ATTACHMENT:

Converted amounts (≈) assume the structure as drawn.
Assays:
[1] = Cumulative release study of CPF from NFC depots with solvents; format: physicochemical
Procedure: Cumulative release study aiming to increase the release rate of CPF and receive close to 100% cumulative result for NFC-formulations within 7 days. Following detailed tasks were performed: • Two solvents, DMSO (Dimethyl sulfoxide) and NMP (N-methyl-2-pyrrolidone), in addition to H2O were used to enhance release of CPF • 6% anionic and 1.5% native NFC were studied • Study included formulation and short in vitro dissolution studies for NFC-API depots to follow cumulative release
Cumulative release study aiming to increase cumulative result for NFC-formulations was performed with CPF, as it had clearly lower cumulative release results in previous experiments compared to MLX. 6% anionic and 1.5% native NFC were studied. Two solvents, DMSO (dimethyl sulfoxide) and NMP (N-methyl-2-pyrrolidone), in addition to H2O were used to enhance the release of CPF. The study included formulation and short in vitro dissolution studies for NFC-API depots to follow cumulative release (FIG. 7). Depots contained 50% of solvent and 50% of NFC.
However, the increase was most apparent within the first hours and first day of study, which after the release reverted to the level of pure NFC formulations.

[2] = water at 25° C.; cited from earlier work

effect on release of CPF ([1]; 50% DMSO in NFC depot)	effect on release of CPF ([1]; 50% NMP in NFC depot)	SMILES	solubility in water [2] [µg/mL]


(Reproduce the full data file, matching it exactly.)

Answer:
Converted amounts (≈) assume the structure as drawn.
Assays:
[1] = Cumulative release study of CPF from NFC depots with solvents; format: physicochemical
Procedure: Cumulative release study aiming to increase the release rate of CPF and receive close to 100% cumulative result for NFC-formulations within 7 days. Following detailed tasks were performed: • Two solvents, DMSO (Dimethyl sulfoxide) and NMP (N-methyl-2-pyrrolidone), in addition to H2O were used to enhance release of CPF • 6% anionic and 1.5% native NFC were studied • Study included formulation and short in vitro dissolution studies for NFC-API depots to follow cumulative release
Cumulative release study aiming to increase cumulative result for NFC-formulations was performed with CPF, as it had clearly lower cumulative release results in previous experiments compared to MLX. 6% anionic and 1.5% native NFC were studied. Two solvents, DMSO (dimethyl sulfoxide) and NMP (N-methyl-2-pyrrolidone), in addition to H2O were used to enhance the release of CPF. The study included formulation and short in vitro dissolution studies for NFC-API depots to follow cumulative release (FIG. 7). Depots contained 50% of solvent and 50% of NFC.
However, the increase was most apparent within the first hours and first day of study, which after the release reverted to the level of pure NFC formulations.

[2] = water at 25° C.; cited from earlier work

effect on release of CPF ([1]; 50% DMSO in NFC depot)	effect on release of CPF ([1]; 50% NMP in NFC depot)	SMILES	solubility in water [2] [µg/mL]